Electronic Press Kit
Composer/percussionist Klimchak builds elaborate structures of interlocking melody & rhythm, then obliterates those structures with bursts of noise, random drones, and slabs of spontaneous improvised sound. Expect to see some combination of home built instruments, computerized sound design and a mess of drums, flutes and maybe a theremin.
Klimchak is a man of few names and many talents. In 2009, he was awarded the Loridans Arts Award, a $15,000 cash prize often called “Atlanta’s MacArthur Genius Award.” His sonic artwork has been heard in solo concerts, performance art pieces and scores for theater, dance and film.
Combining a sense of whimsy with the playing skills of a master multi-instrumentalist, his concerts are filled with surprises and crazy home-made instruments played using even crazier techniques. Waterworks is played by striking small pieces of metal while dipping them into an amplified bowl of water. Speaking NonSynths melds theremin, Tuvan throat singing, didgeridoo and percussion into a bubbling groove in 7/4 time.
Klimchak’s last performance art project was performed at The Goat Farm Arts Center in Atlanta. CookNotes is a performance art cooking show, funded in part by grants from Idea Capital and the Atlanta Mayor’s Office of Cultural Affairs. He built instruments out of kitchen equipment & wrote music for them. Klimchak performed that music live, WHILE cooking food on the instruments. At the end of the concert, there was a complete meal made for the audience to eat.
In the last year, live performances include playing theremin, Moog Minitaur and a set of tuned circular saw-blades for Shakespeare’s As You Like It for Theater Emory, Theremin Bike in the Little Five Points Arts Alive Festival, and a modified kitchen sink with electronics for the Art In Odd Places Festival in Orlando. He’s currently composing music for an opera, The Followers, to be performed at 7 Stages Theater in 2018.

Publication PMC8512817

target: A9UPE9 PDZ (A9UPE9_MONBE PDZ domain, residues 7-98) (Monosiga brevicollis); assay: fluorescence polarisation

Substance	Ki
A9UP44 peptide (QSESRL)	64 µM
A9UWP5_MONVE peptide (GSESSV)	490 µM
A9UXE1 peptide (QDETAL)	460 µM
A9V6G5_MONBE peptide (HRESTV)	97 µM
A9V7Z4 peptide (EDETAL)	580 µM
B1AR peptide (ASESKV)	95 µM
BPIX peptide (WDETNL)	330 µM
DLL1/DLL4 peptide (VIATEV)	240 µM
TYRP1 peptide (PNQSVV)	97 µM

The three-piece [SloGo] suite that Klimchak performed started as a drone soundscape with music that moved like orchestrated weather and ended up in an odyssey of rhythm… Spanning metal, wood, string, wind and even non-lyrical voice, it was an incredible array of sounds, all engaged in intriguing interplay across both electronic and acoustic media… It was a study in texture, movement and the kind of lightning-capturing improvisation that sometimes saw him playing things until they fell to the floor or flew out of his hands.Bau Le-Huu Orlando Weekly
Klimchak is one of the most interesting percussionist/musicians/composers I know. When you see him live you are constantly asking yourself, or the person next to you, ‘What is that?’ in reference to some instrument that you have never seen or heard before. Found objects, an electronic xylophone thing, sheet metal, kick drums and kazoos are just a fraction of the percussive and non-percussive instruments I’ve seen this guy play, and usually all at the same time.redoubtblog.com
Klimchak is a composer, musician, and performer extraordinaire who combines original and traditional instruments, electronic effects, percussion and a range of musical genres “from Medieval to Hip-Hop” to create music and sound landscapes in the areas of dance, theater, puppetry art and live performance.Loridans Award Committee
Once again he demonstrated his virtuosity as a performer: both feet busy with drum pedal controllers, four mallets in his hands and a wind controller at his mouth. He started with a slinky, jazzy tune with a funky rhythmic undercurrent, adding a little theremin to the mix in the middle.Mark Gresham, ArtsATL
His music forms in a pool of lovely or jarring or weird timbres — at play with the color of sound.Pierre Ruhe, ArtsAtl
Atlanta composer Klimchak provides fiendishly fun musical accompaniment and sound effects from a variety of bizarre instruments, even a theremin for spectral noises.Curt Holman, Creative Loafing
Klimchak’s woozy score enhances the text; it’s a drum kit of horror and psychological suspense, punctuated by what sounded like an Aboriginal didgeridoo.Wendell Brock, Atlanta Journal Constitution
If you like live electronics performances, very early experimental electronic music, and creative uses for found sound, you will like Klimchak. Though some of his music is a bit eerie, it’s rife with interesting textures and instrumentation.Electronic Musician Magazine
The handmade sound devices from Atlanta’s theremin master, Klimchak, were spot-on. His endearing Stooge Rack, a work composed of cowbells, whistles, woodblocks, and balloons, was affectionately reminiscent of the ‘confounded contraption’ bemoaned by Belle’s father in Beauty and the Beast. Klimchak’s original instruments were each so adventurous…Jessica Blankenship, Burnaway Magazine
Finger Against the Flood at The Fuse Factory Electronic and Digital Arts Lab Columbus, Ohio 2017
WaterWorks at OmegaLab, Nashville TN. 2016